Data_Sheet_1_Volatile Molecules Secreted by the Wheat Pathogen Parastagonospora nodorum Are Involved in Development and Phytotoxicity.pdf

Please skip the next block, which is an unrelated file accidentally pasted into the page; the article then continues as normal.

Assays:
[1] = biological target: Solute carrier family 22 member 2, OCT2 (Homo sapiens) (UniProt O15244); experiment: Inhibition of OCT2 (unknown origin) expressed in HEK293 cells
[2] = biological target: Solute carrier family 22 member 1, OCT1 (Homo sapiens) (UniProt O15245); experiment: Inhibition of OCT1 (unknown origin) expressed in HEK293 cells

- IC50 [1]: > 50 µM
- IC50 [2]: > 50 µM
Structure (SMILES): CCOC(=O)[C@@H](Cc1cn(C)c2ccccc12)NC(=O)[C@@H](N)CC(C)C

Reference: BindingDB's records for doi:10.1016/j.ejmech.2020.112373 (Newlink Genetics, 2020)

Septoria nodorum blotch is a major disease of wheat caused by the fungus Parastagonospora nodorum. Recent studies have demonstrated that secondary metabolites, including polyketides and non-ribosomal peptides, produced by the pathogen play important roles in disease and development. However, there is currently no knowledge on the composition or biological activity of the volatile organic compounds (VOCs) secreted by P. nodorum. To address this, we undertook a series of growth and phytotoxicity assays and demonstrated that P. nodorum VOCs inhibited bacterial growth, were phytotoxic and suppressed self-growth. Mass spectrometry analysis revealed that 3-methyl-1-butanol, 2-methyl-1-butanol, 2-methyl-1-propanol, and 2-phenylethanol were dominant in the VOC mixture and phenotypic assays using these short chain alcohols confirmed that they were phytotoxic. Further analysis of the VOCs also identified the presence of multiple sesquiterpenes of which four were identified via mass spectrometry and nuclear magnetic resonance as β-elemene, α-cyperone, eudesma-4,11-diene and acora-4,9-diene. Subsequent reverse genetics studies were able to link these molecules to corresponding sesquiterpene synthases in the P. nodorum genome. However, despite extensive testing, these molecules were not involved in either of the growth inhibition or phytotoxicity phenotypes previously observed. Plant assays using mutants of the pathogen lacking the synthetic genes revealed that the identified sesquiterpenes were not required for disease formation on wheat leaves. Collectively, these data have significantly extended our knowledge of the VOCs in fungi and provided the basis for further dissecting the roles of sesquiterpenes in plant disease.